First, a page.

Help chileren in the Kiberia Slum
Defending the Dignity of Women Worldwide
Community Involvement

A Way Forward

History of the Project

Our involvement in the Kibera slum, reported to be the largest slum in Africa, evolved from an article published recently by Amnesty International. The research found that rape among women and young girls had reached an epidemic. A violent atmosphere driven by drugs and domestic abuse meant females were suffering and forced to live out their lives at great risk. The community that had once been a haven for women and their children during 1970’s-1980’s is now a dangerous hideout for criminals, gangsters and unchecked extortion.

It was decided to pursue the format and activities of a previous project that successfully combated female genital mutilation among the Abugusii tribe since many of the same components, problems, and potential solutions existed in Kibera. An invitation to participate in a Writer's Contest answering the question "Why Kibera Is So Dangerous For Women And Girls And What Can Be Done To Bring About Change?" was circulated among organizations working in the community via the Internet. Several agencies expressed an interest in the program and this committee was formed: A Woman's Voice International, USA Sponsor, The Salvation Army Kenya Territory, Trans Africa Language Institute, and the Makina Community Development Project directed by Andrew Otieno who agreed to act as Chairman. The program was announced in June 2011 and by the cutoff date of July 31; over 200 submissions had been received from people listing in various categories.


Winners were selected by the USA committee. Efforts to improve police protection, sanitation, clean water and housing are problematic to poverty. So instead of citing the obvious, writers were given less credit for describing current conditions but moreover found favor for statements that reflected the idea of self-empowerment. Our assumption rested on the following: Never doubt that a small group of thoughtful, committed, citizens can change the world. Indeed, it is the only thing that ever has, said Margaret Mead. All it takes for evil to win is for enough good people to do nothing, from Edmund Burke.


An Award Ceremony recognizing the winners was held in September 2011. The event was well attended by over 130 residents, government representatives, and the clergy. Here is a list of issues that were identified from those who participated whose solutions can readily be addressed by the community:

1. Men should act like men and protect women.
2. People needed to become good neighbors and care for one another. Isolation like in so many communities results in a deadly sense of indifference.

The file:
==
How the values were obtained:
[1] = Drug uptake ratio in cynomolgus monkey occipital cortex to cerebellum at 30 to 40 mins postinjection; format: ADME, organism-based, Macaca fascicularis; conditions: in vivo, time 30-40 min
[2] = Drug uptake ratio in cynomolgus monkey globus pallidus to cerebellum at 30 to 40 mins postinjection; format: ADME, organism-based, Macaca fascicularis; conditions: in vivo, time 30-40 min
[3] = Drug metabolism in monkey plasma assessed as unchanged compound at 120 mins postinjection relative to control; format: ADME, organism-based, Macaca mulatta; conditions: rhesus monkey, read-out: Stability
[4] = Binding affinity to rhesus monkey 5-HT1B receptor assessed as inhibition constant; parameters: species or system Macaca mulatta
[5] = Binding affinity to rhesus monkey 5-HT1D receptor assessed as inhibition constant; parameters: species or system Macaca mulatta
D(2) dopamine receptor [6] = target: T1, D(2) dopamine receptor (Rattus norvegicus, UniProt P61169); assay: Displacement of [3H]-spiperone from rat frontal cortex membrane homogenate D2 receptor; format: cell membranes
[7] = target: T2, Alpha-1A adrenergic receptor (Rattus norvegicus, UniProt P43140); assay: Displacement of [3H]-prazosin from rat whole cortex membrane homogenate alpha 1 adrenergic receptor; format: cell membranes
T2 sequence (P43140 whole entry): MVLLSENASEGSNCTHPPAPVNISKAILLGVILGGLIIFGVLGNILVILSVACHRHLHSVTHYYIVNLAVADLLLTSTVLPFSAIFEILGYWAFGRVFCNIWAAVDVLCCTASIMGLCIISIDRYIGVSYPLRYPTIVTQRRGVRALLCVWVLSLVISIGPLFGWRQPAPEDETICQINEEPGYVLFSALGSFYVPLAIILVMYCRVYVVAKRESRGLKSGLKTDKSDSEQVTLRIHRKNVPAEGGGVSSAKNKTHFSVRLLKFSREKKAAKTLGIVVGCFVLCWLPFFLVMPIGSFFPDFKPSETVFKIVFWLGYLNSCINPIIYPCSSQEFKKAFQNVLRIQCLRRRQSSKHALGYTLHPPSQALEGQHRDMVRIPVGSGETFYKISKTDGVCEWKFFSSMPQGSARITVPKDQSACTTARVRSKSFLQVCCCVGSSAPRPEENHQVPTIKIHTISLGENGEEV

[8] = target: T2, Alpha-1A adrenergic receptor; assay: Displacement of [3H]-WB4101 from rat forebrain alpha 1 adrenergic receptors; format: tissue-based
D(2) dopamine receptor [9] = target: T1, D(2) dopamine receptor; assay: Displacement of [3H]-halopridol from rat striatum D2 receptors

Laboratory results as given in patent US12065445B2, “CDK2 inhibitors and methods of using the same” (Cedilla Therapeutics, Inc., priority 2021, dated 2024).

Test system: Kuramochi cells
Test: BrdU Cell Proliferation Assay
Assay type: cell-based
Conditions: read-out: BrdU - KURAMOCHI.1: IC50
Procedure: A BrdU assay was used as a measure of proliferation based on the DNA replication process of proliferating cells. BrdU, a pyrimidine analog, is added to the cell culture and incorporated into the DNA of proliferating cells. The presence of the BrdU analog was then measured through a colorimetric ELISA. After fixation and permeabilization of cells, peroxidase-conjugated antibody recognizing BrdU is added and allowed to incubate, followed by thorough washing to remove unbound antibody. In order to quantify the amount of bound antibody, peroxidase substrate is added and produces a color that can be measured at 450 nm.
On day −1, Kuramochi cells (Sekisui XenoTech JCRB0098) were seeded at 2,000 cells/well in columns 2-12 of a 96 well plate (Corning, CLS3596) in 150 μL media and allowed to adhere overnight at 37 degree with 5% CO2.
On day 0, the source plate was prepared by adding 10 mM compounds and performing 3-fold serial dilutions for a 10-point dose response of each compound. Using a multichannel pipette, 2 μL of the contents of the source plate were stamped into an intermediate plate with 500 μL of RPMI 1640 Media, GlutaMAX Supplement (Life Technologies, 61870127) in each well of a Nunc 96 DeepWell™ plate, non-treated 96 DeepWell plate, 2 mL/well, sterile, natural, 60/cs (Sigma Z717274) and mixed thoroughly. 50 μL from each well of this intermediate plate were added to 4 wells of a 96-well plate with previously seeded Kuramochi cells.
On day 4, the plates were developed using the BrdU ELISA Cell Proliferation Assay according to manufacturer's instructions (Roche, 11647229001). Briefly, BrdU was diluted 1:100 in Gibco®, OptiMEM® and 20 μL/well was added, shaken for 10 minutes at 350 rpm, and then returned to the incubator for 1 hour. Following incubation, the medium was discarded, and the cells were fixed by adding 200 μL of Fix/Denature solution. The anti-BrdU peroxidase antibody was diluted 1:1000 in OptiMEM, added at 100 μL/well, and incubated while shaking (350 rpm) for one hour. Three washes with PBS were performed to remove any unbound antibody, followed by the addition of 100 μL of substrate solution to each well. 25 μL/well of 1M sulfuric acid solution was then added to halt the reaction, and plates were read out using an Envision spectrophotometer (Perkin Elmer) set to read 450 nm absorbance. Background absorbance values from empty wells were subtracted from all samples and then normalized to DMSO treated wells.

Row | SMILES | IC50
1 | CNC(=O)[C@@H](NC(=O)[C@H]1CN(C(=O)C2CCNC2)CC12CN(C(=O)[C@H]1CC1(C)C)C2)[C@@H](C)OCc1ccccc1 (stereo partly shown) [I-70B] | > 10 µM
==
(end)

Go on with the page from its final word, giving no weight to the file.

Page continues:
3. Much can be accomplished by religious leaders who teach and encourage a genuine sense of morals and respect for females regardless of age or tribe.
4. Parents lacked involvement leaving children to raise themselves.
5. Encourage young people to say "no" to peer pressure, especially drugs and sex.
6. Recognize the important role women play in forming society.
7. Role models both men and women with the will to effect change.
8. Form community action groups.
9. Leaders who will commit to volunteer their time and talent.
10. Accept each other to avoid conflict.
11.Vote out representatives who have done a poor job.
12. Education on drug addiction and the inevitable consequences.
13. Unite, educate and empower women through micro credit programs.
14. Encourage proper dress among young teenage girls.
15. Follow the 10 Commandments.
16. Pray to God for guidance.

Additionally, recognizing that government involvement is valuable as well as necessary, a petition requesting a Special Liaison be appointed to help facilitate possible solutions was circulated and presented to the Prime Minister.


In addition to monetary awards, several participants were given personal alarms to be used in case of physical attack. A microcredit program to provide sanitary napkins much needed by female students is underway. Information on drug addiction was presented to several schools and churches for follow-up to students and congregations.

Accurately measuring the outcomes of this type of endeavor can prove to be difficult, but we are hopeful that the good seeds sown in the hearts of men and women will produce a much needed change in the future. Our goal was a humble one, to leave the people better off than when we met. It is our belief that was accomplished.